Fold the first 30 rounds inside, along the picot edge, to form the inner surface of a double thickness cuff.
Now the fiddly bit. With your outer stitches on a short circular needle, use another to pick up the innermost live stitches from the provisional cast-on. Once they’re all secure and you’ve counted to check there are 60, work around the cuff, using the set of DPs to knit together a stitch from the inner circular neeedle with the corresponding stitch from the outer circular needle.
Continue to knit another 5 rounds in the main colour.
You should now have a double thickness cuff with a neat folded hem and the messy wrong side of the stranded colourwork hidden away inside.
Breathe a sigh of relief!!
At this point I get the iron warmed up and press the cuff, just to settle the stranded colourwork down and deal with any little imperfections. I also have a celebratory chocolate biscuit.
The thumb shaping
My work is now on 4 DP needles; if you prefer a short circular needle (or the magic loop method, you freak of nature), then you’ll need stitch markers. I leave the placement of these up to you – suffice to say you’ll need to mark the beginning and ending of the thumb shaping.
But this is what I do –
Rearrange so that just the first 4 stitches of the next round are on 1 DP needle – the ‘thumb’ needle. (Sometimes I adjust this slightly to use the 4 stitches above the junction of the different rows of the colourwork design so that if there are any little ‘jogs’ they’re not in too obvious a place)
Divide up the remaining 56 stitches fairly equally between the other 3 needles.
Knit all the way around the work, then when you get to the 4 stitches at the thumb:
Increase round: k 1, M1R, k 2, M1L, k 1
You will now have 6 stitches on the ‘thumb’ needle.
Next and every alternate round: knit around with no increases
Increase round: k 1, M1R, k 4, M1L, k 1
You will now have 8 stitches on the ‘thumb’ needle.
Continue like this – every increase row you will make 2 more stitches – until there are 22 stitches on the ‘thumb’ needle (or 18 within your markers on a circular needle).
Work one round, rearranging your stitches as you go – the central 18 thumb stitches need to be kept secure on a piece of contrasting yarn for now. (As you look at your work, knit the 2 stitches to the left of this thumb section onto the beginning of the 1st DP needle – or continue on the circular needle; knit around your work until you reach the 2 stitches to the right of the thumb section, and knit those onto the end of your 4th DP needle – or continue on the circular needle). You’ll now be back to 60, with 15 stitches on each DP needle.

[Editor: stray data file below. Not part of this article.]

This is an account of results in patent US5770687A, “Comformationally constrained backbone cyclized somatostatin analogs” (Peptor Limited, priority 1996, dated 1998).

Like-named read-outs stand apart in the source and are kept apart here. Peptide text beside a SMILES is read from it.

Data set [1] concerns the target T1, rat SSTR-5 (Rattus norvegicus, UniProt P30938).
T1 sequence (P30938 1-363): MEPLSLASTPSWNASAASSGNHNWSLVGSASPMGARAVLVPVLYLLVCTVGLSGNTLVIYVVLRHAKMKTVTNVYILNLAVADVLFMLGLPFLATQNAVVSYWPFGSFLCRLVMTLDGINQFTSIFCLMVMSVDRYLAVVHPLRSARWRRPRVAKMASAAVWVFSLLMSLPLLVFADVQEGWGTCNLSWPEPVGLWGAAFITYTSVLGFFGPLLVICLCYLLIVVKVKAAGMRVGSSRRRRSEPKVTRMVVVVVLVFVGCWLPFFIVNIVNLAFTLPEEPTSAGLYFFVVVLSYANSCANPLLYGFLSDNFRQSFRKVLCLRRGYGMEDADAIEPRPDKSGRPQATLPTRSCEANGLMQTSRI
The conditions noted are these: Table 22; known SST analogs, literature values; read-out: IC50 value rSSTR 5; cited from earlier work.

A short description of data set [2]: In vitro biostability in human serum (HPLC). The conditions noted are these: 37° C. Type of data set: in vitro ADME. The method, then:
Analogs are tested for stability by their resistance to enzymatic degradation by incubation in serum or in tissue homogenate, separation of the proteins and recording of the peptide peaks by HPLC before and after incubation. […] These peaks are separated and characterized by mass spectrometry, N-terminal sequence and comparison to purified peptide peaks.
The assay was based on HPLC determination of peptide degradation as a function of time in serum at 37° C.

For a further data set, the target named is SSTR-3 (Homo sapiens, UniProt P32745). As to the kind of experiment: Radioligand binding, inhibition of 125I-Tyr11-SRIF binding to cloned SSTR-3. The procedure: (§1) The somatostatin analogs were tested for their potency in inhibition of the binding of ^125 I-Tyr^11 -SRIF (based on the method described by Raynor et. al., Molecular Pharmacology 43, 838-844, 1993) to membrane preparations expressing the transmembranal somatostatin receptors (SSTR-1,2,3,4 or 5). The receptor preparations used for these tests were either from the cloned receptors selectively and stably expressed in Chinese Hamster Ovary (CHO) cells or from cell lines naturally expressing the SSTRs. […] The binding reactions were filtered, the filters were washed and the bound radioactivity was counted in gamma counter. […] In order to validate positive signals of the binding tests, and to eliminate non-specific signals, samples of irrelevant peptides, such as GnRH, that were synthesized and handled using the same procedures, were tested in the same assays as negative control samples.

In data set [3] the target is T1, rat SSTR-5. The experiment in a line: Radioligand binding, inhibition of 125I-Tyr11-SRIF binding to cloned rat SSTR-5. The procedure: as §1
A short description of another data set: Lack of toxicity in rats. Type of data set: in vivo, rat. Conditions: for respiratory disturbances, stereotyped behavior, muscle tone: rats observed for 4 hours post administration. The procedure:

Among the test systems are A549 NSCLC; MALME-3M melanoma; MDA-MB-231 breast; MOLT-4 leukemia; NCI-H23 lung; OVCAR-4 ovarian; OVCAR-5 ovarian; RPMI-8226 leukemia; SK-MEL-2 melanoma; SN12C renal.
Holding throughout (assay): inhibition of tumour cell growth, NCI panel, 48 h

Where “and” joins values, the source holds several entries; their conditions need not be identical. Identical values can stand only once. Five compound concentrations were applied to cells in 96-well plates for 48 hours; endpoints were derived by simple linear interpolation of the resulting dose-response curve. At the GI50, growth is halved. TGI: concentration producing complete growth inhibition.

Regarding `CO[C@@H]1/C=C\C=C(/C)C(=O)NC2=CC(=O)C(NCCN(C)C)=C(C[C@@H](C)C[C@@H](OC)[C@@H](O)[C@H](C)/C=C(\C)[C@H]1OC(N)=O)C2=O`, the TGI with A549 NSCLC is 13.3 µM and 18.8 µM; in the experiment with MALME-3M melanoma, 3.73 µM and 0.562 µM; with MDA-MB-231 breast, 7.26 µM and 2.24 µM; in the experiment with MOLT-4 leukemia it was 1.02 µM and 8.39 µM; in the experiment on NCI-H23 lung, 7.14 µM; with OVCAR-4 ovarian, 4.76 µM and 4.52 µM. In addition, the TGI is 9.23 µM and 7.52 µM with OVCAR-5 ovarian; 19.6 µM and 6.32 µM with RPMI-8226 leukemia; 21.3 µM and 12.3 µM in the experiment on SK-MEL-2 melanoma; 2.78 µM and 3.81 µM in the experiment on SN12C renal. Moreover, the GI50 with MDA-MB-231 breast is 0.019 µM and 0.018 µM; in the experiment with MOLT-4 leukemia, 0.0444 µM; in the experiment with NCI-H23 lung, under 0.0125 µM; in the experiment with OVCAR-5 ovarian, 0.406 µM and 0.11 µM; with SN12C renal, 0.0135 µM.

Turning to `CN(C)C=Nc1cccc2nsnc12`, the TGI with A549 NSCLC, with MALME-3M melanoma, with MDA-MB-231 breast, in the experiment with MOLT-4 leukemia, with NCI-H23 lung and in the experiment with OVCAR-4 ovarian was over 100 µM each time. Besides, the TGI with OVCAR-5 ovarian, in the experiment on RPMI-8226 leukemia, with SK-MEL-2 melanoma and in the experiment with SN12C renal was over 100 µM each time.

The hand of the mitten
Knit 35 rounds
The shaping for the fingers
In the interests of clarity, I’m calling the 1st DP needle (along the inner edge, above the thumb), DP 1, the next DP 2 etc. If using a circular needle, place markers to identify the inner and outer edges of the mitten. Your decreases will be either side of the markers, with a one stitch ‘buffer’
DP1: k 1, ssk, k 12 DP2: k 15 DP3: as DP 1 DP4: as DP2
You now have 58 stitches. You’ll notice that you no longer have an equal number of stitches on each needle (!)
Knit 2 rounds
DP1: k 1, ssk, k 11 DP2: k 12, k 2tog, k 1 DP3: as DP1 DP4: as DP2
You now have 54 stitches
Knit 2 rounds
DP1:k1, ssk, k4, ssk, k4 DP2: k5, k2tog, k4, k2tog, k1 DP3: as DP1 DP4: as DP2
You now have 46 stitches
Knit 2 rounds
DP1: k1, ssk, k4, ssk, k2 DP2: k3, k2tog, k4, k2tog, k1 DP3: as DP1 DP4:as DP2
You now have 38 stitches
Knit 2 rounds
DP1: k1, ssk, k2, ssk, k2 DP2: k3, k2tog, k2, k2tog, k1 DP3:as DP1 DP4: as DP2
You now have 30 stitches
Knit 2 rounds
DP1: k1, ssk, k2, ssk DP 2: k1, k2tog, k2, k2tog, k 1 DP3: as DP1 DP4: as DP2
You now have 22 stitches
Knit 2 rounds
DP 1: k1, ssk, ssk DP 2: k1, k2tog, k2tog, k1 DP3: as DP1 DP4: as DP2
You now have 14 stitches
Take up your trusty darning needle and thread it with the live yarn. Then pass this needle through all the live stitches, in a clockwise fashion. When you’ve gone through the final stitch, discard the DP needles, pull the yarn tight and you’re done (I usually go through a couple of the stitches again). Take the thread to the inside and secure as normal.
Using short DP needles, pick up the 18 stitches left on the thread at the base of the thumb, then another 3 stitches from the main part of the mitten, just where it meets the thumb. Work 20 rounds.
Next round: *k2tog, k 1*. Repeat to end of round.
You have 14 stitches
Next round: *k2tog*. Repeat to end of round.
You have 7 stitches
Finish off by pulling the thread through all the stitches as you did at the top of the mitten. Secure.
The chart for the Autumn Mittens
I’d appreciate it if you let me know of any mistakes/ambiguities/moments of total incoherence. Thanks, and enjoy the knitting x
“Your best teacher is your last mistake“